Immediately after the broadcast of the “Scorpions” video, the then President of Serbia, Boris Tadić, announced that he would attend the commemoration in Potočari in July, pointing out that “crime is never collective” and that “culprits must always be found and convicted.” Tadić’s visit to Potočari went peacefully and without incident, and this was the first time that a high Serbian official had attended a commemoration of Srebrenica victims.
Tadić did not accept the legal description of the ICTY, so he did not talk about the Srebrenica genocide, but about the “crime”. Meanwhile, in the days immediately before and after the tenth anniversary, Večernje novosti published a number of articles denying the genocide, and also denying the number of Srebrenica victims.
On 26 February 2007, the ICJ, the highest judicial body of the United Nations, delivered a judgment on the lawsuit of BiH against Serbia and Montenegro for genocide. The judgment found that Bosnian Serb forces in Srebrenica had committed genocide against Bosnian Muslims in July 1995. Furthermore, it was found that the FRY had a significant influence on the Bosnian Serbs and that there were strong political, military and financial ties between the FRY on the one hand, and the Republika Srpska and the VRS on the other. However, the court held that the subjects who committed genocide did not have the status of organs of the FRY, and that the genocide was not committed by the order or under the control of the FRY; so the judgment concluded that the FRY did not commit genocide in Srebrenica. However, the ICJ ruled that the FRY had not done everything it could to prevent the genocide in Srebrenica, and that it had not done enough to prosecute the indictees, and was therefore responsible for violating the Genocide Convention.
The fact that Serbia had been acquitted of one part of the charges (of committing genocide in BiH) by the ICJ judgment, created space for media manipulation of the facts about this judgment. Officials in Serbia, as well as the media, welcomed the judgment, emphasising only its acquitting part. Triumphant headlines appeared on the front pages: “Serbia is not guilty of genocide”, “Serbia acquitted of genocide”, “Serbia is not guilty”, etc. These headlines did not mention the condemnatory part of the judgment, thus creating a false idea among the readers, although the condemnatory part was usually mentioned in the continuation of the texts. The fact that the ICJ judgment had confirmed the legal description of the Srebrenica crime, i.e., that it had established that the crime was genocide, was almost completely pushed aside, and in some cases, genocide was being directly denied (e.g., in the statements of Republika Srpska officials broadcast by Serbian media, on the front page of Večernje novosti, and elsewhere).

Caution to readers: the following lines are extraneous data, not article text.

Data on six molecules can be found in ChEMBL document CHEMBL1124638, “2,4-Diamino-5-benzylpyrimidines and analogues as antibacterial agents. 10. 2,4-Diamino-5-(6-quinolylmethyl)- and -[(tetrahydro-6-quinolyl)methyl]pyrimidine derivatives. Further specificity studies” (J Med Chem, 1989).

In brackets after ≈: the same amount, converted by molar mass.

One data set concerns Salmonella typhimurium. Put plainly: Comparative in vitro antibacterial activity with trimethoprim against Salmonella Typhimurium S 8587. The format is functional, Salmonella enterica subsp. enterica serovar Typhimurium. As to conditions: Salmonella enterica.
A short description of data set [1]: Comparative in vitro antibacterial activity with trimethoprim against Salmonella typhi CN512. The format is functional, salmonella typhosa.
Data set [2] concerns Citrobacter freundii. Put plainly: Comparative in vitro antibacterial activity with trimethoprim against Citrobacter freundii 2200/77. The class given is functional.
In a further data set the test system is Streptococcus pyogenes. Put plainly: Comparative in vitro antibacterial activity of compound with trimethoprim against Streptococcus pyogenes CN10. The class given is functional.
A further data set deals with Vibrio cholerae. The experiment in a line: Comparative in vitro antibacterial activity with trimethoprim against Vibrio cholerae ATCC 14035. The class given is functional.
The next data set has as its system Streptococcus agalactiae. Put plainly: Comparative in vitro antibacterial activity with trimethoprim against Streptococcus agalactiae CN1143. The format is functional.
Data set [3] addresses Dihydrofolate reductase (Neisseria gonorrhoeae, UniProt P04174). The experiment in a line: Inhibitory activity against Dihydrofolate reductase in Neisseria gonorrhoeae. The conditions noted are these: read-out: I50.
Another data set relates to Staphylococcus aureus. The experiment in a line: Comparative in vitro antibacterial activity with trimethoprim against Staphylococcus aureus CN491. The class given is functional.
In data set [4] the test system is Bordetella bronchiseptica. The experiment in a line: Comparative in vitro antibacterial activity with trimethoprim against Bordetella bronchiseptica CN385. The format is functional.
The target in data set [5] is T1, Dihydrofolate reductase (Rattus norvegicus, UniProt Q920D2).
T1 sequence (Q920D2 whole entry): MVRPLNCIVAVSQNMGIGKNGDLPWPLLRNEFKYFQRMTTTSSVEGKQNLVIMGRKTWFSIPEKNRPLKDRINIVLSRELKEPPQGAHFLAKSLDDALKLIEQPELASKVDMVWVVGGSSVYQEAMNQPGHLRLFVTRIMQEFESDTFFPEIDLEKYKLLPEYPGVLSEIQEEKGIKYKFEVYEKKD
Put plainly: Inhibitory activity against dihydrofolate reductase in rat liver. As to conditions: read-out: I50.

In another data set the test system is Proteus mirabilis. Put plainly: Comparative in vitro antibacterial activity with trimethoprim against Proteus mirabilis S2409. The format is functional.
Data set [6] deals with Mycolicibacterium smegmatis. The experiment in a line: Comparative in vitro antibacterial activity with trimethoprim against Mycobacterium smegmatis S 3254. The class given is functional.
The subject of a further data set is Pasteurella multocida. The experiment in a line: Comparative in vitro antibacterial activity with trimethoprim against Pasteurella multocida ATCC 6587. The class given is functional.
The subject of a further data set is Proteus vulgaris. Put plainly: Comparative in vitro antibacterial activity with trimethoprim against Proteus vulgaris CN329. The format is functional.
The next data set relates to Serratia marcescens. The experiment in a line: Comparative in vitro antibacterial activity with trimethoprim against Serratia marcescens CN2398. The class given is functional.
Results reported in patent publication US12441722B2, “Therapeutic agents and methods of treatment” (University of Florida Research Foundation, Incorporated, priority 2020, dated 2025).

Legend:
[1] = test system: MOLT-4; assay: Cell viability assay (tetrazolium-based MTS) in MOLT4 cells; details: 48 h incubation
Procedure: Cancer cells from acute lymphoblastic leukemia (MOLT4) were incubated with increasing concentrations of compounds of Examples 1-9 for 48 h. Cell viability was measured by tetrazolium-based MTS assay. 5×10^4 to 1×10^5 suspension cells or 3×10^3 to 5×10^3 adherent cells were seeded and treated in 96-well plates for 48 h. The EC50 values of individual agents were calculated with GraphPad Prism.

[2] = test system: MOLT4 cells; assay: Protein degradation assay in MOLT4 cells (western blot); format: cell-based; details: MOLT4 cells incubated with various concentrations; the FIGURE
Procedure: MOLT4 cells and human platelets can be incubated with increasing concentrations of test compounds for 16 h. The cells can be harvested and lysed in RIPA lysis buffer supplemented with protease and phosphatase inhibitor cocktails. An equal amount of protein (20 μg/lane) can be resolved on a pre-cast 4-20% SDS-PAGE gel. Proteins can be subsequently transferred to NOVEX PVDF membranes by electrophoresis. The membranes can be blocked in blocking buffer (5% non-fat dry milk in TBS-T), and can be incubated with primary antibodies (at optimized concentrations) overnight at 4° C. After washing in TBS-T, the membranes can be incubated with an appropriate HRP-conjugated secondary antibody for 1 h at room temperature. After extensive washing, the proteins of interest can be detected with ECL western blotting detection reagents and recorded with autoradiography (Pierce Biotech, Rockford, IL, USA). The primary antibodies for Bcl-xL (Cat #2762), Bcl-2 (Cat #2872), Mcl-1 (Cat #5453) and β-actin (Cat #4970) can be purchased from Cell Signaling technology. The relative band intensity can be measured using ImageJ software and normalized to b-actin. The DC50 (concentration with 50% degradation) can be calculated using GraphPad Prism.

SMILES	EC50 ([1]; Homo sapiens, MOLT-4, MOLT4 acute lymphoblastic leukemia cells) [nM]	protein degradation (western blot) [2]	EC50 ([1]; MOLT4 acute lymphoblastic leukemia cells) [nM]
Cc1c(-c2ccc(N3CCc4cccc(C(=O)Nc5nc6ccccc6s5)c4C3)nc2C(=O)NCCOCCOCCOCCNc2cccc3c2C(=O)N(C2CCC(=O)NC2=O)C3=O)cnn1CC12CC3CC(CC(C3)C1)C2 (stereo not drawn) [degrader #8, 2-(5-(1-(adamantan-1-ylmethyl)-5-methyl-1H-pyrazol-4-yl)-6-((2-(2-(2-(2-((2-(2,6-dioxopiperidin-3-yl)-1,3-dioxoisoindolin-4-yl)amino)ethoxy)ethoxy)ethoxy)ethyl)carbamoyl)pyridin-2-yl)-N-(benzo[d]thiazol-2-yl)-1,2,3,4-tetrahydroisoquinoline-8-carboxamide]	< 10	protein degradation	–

The then Minister of Foreign Affairs of Serbia, Vuk Drašković, pointed out that this judgment “removed the stigma of genocide” from the Serbian people – although the Serbian people have never been accused, which is legally impossible anyway – and thus contributed to the narrative that establishing the responsibility of the state meant, at the same time, the collective guilt of the whole nation. The DS Vice-President, Dragan Šutanovac, made a similar claim, saying that “it is a good thing for everyone living in Serbia that our country hasn’t been marked as genocidal”, because otherwise “all of us would be stigmatised”.
Since this period, denial of the legal description and denial of responsibility (as forms of interpretative denial) have become dominant; but some other forms of denial also persist (e.g., invoking the principle of necessity and blaming victims).